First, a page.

Across the Seekonk River, Heath said Pawtucket is working with National Grid in the early stages of planning for future redevelopment of the 11-acre Tidewater site on Taft Street.
“[National Grid] has expressed a desire to lease the property, but is open to ideas to see how it should be used,” Heath said. “We are putting together a community process and neighborhood perspective for that site.”
Perhaps the most conspicuous area where redevelopment does not appear to be moving forward is the Apex shopping center on the north side of the I-95 bridge.
Heath said Apex, which has been looking for a supermarket or other retail tenant for several years, is still actively marketing the property.
Upstream around City Hall and Slater Mill, the city is working on repairing part of the river retaining wall damaged in the 2010 floods and trying to find a less expensive way to build a fish ladder.
And on Fountain Street, Scott Davis, owner of the Rhode Island Antique Mall, is working on redeveloping the former Geo H. Fuller & Son Co. mill, likely into apartments or live-work spaces.
Across the city line in Central Falls, that city late last year approved zoning relief for Tai-O Corp. to build new loft apartments in the complex of former mills it owns on Roosevelt Avenue. The latest project, which needed relief from off-street parking minimums, is slated to create 90 new lofts at 521 Roosevelt Ave., said Central Falls Planning Director Stephen C. Larrick. Tai-O already has 80 apartments in two separate former mill buildings nearby on Roosevelt.
Further from the river, the city has allowed Lenmar-Blossom Joint Venture Realty Trust to tear down a former retail building at 361 Dexter St. and build a new larger shopping plaza for up to eight stores, Larrick said.
Perhaps the most closely watched property in the city, the prominent Central Falls Landing on Broad Street at the Cumberland line, could also be nearing a redevelopment bid.
The city took over the former American Supply Co. mill last year after the state bought it from a developer – who failed in a bid to tear it down for a fast-food drive-through – for $300,000.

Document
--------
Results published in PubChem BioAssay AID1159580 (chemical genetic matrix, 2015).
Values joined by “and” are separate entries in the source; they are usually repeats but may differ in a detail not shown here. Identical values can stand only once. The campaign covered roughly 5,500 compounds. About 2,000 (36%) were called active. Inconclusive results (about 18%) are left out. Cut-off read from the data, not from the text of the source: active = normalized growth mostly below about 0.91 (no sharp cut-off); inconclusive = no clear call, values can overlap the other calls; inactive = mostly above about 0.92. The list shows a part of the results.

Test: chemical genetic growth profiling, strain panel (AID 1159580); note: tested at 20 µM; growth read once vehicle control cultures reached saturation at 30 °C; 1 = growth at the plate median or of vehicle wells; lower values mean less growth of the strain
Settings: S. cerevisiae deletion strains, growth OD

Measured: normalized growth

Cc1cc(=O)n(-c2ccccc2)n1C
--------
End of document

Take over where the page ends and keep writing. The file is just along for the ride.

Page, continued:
Larrick said state officials were expected to finish an environmental review of the property this winter, before launching a request for proposals to find a developer.
Larrick said the city will consider a range of uses as long as they preserve the building, with apartments above shops or restaurants a possibility.
In October, the Pawtucket Foundation released a market analysis of development potential in the river corridor for the next five years.
“The projection was for continued demand for residential space and small demand for commercial space,” Hertzberg said. “But it said we could create more demand for both if infrastructure improvements were made.”
Examples of those improvements include extending the Blackstone Bikeway, making more one-way streets two-way, and improving signs on the city’s gateway streets.
“Anytime you work on planning projects it takes time to strategize and start to align funding, resources, energy and initiatives to construct them,” Hertzberg said. “We are in this for the long game. When you see medical development on Division and Tai-O on Roosevelt, that is the private-sector seeing opportunity and making investments. The public sector can play a role in stimulating that by enhancing infrastructure and improving zoning practices.” •